More than 50 states promise to protect 30% of the planet’s land mass and oceans — but SA not among them
SA not a member of new High Ambition Coalition for Nature & People
More than 50 countries promised on Monday to protect at least 30% of the planet’s land mass and oceans by 2030 to halt its steep and rapid loss in biodiversity.
The UK, France and Costa Rica chaired the One Planet Summit for Biodiversity in Paris on Monday, where the High Ambition Coalition for Nature and People was launched — after a year in which the coronavirus pandemic wreaked havoc on wildlife conservation goals.
“As the natural world continues to disappear at an unprecedented rate, a group of more than 50 countries — which together harbour 28% of global terrestrial biodiversity and a quarter of the world’s terrestrial carbon stores (biomass and soil), and 28% of ocean biodiversity priority areas and over a third of the ocean carbon stores — have announced their commitment ... to champion an ambitious global deal to halt species loss and protect ecosystems that are vital to human health and economic security,” the HAC signatories declared.
A dozen African countries, including neighbouring Botswana and Mozambique, have joined the coalition, but SA is not listed as one of them.
Costa Rica’s minister of environment and energy, Andrea Meza, noted that restoring nature benefited human wellbeing as well as the earth by “creating millions of quality green and blue jobs”.
“We have a moral and pragmatic imperative to come together, to take strong decisions that will get us one step closer to halting biodiversity loss and achieving the Paris Agreement goals,” she said.
Making a commitment to conserve nature could boost the world’s economic recovery after the Covid-19 pandemic, research shows.
A study by McKinsey found that protecting nature could create up to 650,000 jobs and support 30 million jobs in sustainable fishing and eco-tourism.
The benefits of protecting a third of the planet would outweigh the costs by at least 5:1, another analysis shows.
Japan’s minister of environment, Shinjirō Koizumi, identified support for local communities as a way to achieve these ambitions.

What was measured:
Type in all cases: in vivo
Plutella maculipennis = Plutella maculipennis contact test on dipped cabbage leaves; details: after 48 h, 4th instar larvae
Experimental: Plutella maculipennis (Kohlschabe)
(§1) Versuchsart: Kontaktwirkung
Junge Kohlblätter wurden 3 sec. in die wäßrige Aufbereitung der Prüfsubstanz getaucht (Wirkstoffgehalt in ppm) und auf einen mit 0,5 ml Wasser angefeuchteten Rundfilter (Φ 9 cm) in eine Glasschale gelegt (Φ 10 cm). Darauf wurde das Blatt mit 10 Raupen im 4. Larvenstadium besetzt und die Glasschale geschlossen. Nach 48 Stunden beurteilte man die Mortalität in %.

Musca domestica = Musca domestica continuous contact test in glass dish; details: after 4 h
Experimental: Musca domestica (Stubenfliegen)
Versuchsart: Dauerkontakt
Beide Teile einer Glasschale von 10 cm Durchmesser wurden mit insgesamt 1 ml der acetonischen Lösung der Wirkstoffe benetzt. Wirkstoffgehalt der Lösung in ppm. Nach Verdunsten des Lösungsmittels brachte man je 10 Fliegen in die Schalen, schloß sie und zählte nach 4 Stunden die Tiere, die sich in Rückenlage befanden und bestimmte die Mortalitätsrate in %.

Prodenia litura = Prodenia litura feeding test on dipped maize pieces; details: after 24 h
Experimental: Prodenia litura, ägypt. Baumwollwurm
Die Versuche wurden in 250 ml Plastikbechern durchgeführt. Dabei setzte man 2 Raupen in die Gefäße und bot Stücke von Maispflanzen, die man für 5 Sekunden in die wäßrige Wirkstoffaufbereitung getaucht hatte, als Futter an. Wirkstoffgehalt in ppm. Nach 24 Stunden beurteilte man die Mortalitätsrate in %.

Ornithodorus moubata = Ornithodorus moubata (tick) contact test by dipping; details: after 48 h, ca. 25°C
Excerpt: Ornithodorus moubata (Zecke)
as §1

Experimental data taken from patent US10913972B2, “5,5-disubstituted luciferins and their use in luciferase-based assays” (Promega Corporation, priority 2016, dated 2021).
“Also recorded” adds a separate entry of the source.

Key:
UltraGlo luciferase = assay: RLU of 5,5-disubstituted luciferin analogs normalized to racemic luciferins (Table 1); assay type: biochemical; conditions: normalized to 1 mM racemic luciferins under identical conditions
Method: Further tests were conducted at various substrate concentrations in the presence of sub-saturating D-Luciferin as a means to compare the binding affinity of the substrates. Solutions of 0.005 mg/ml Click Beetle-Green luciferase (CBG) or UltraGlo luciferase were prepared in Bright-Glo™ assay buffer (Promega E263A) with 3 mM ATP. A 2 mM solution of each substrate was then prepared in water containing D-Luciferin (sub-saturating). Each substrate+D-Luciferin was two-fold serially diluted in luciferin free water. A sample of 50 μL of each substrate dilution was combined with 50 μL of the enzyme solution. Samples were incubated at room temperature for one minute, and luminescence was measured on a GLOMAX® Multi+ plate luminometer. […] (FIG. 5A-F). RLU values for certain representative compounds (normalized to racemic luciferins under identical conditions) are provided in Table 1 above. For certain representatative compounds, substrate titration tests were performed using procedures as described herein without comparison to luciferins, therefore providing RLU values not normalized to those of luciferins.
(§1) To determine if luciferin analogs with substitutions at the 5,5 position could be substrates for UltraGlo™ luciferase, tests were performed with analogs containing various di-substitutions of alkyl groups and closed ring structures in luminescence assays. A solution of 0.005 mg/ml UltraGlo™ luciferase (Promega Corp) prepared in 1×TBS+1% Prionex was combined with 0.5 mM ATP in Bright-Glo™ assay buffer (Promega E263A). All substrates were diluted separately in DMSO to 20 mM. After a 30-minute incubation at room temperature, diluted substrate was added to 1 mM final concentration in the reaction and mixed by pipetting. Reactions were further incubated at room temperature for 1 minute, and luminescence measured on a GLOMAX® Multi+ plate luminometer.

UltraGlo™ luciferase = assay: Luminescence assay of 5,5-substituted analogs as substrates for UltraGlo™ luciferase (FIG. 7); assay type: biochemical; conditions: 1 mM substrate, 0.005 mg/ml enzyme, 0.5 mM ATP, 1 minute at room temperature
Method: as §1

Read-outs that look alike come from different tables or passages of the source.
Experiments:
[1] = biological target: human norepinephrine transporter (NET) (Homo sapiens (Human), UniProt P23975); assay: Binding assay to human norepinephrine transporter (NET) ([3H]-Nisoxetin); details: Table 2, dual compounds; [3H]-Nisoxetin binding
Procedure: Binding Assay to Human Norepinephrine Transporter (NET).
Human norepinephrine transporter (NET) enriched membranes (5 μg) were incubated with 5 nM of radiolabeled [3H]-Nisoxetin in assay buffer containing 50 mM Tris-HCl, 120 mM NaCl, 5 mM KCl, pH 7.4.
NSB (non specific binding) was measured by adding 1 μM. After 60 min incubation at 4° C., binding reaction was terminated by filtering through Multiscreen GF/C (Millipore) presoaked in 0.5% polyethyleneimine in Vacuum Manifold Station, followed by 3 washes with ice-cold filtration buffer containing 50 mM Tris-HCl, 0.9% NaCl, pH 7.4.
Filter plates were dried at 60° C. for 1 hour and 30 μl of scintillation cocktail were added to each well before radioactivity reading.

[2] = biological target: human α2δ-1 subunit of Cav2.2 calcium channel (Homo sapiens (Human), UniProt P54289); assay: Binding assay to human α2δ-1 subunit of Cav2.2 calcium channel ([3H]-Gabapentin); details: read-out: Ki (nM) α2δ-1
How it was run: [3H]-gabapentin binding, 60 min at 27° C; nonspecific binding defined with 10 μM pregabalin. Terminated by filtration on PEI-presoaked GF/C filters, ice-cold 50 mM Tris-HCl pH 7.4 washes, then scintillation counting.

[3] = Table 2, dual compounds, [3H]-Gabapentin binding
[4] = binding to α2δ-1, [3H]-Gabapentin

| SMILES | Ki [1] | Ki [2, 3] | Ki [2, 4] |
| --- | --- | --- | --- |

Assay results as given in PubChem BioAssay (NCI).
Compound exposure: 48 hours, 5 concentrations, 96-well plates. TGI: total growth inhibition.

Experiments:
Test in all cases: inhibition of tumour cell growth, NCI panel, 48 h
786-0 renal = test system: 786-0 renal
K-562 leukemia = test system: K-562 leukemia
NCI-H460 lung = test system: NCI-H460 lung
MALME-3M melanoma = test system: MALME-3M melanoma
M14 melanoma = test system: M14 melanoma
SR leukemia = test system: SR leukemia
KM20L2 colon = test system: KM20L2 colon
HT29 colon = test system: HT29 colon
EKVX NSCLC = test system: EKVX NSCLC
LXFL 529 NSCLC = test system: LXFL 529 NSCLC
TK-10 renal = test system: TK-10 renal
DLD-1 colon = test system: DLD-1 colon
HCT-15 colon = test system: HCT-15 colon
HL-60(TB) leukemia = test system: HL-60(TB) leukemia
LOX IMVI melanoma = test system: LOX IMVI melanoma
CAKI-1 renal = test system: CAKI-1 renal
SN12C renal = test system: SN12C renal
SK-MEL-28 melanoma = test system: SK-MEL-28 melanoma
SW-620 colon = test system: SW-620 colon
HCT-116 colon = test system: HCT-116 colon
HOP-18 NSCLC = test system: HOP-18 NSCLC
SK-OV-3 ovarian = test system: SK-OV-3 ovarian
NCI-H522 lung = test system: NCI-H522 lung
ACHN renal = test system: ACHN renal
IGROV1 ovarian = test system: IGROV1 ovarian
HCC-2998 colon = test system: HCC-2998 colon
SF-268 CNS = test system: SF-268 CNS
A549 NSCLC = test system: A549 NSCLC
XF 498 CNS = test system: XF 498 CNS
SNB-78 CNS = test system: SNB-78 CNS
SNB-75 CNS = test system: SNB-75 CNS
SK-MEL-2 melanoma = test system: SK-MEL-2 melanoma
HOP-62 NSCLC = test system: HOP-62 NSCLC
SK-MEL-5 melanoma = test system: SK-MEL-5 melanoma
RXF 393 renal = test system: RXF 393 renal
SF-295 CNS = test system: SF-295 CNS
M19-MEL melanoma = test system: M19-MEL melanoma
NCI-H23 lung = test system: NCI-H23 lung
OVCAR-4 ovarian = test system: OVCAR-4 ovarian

“A thriving local community will provide not only solutions to biodiversity issues, but also resilience against intensifying natural disasters caused by climate change and emerging infectious diseases,” said Koizumi.
Scientists said the way to prevent the potential mass extinction crisis was, at a minimum, to protect 30% of the planet by 2030.
The commissioner of the European Commission for Environment, Oceans and Fisheries, Virginijus Sinkevičius, summed it up saying “our life depends on nature and the planet’s ecosystems”.
“We urgently need to step up action to tackle the climate and biodiversity crisis. The European Union will continue ... to undertake all efforts for a transformative post-2020 framework at the upcoming 15th Conference of the Parties to the Convention on Biological Diversity.”
As the next co-host of the Climate COP, the British minister for Pacific and the Environment, Zac Goldsmith, said the UK was aware that tackling climate change demanded a “huge increase in our efforts” and was absolutely committed to lead the world’s fight against the loss of biodiversity.
The Convention on Biological Diversity COP15 will be held this year in Kunming, China.
The members of the High Ambition Coalition listed alphabetically are: Angola, Armenia, Benin, Botswana, Canada, Chile, Colombia, Costa Rica, Côte d’Ivoire, Czech Republic, Democratic Republic of the Congo, Denmark, Dominican Republic, Ecuador, Ethiopia, European Commission, Finland, France, Gabon, Greece, Grenada, Guatemala, Ireland, Italy, Luxembourg, Japan, Kenya, Marshall Islands, Mexico, Monaco, Mongolia, Mozambique, Netherlands, Nicaragua, Nigeria, Pakistan, Panama, Peru, Portugal, Republic of Congo, Romania, Rwanda, Senegal, Seychelles, Slovakia, Slovenia, Spain, Switzerland, Uganda, United Arab Emirates, United Kingdom.
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